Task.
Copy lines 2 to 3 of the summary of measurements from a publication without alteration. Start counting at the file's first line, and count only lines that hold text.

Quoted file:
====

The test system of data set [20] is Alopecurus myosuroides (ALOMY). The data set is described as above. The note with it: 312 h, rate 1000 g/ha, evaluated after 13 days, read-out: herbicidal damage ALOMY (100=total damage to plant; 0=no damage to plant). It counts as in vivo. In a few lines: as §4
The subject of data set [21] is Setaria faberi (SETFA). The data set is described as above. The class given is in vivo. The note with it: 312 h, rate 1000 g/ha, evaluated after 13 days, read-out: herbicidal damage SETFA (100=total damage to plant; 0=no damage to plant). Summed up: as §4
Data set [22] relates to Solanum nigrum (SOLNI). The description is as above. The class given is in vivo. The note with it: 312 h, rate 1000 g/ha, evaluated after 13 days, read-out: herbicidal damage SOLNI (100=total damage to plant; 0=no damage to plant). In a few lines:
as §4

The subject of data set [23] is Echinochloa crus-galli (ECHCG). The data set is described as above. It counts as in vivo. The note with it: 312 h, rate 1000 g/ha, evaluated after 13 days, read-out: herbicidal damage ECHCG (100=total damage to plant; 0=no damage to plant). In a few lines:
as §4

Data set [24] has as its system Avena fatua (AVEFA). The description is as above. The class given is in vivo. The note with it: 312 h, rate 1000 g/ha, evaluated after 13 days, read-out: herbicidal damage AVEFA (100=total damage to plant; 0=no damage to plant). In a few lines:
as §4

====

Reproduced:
The subject of data set [21] is Setaria faberi (SETFA). The data set is described as above. The class given is in vivo. The note with it: 312 h, rate 1000 g/ha, evaluated after 13 days, read-out: herbicidal damage SETFA (100=total damage to plant; 0=no damage to plant). Summed up: as §4
Data set [22] relates to Solanum nigrum (SOLNI). The description is as above. The class given is in vivo. The note with it: 312 h, rate 1000 g/ha, evaluated after 13 days, read-out: herbicidal damage SOLNI (100=total damage to plant; 0=no damage to plant). In a few lines: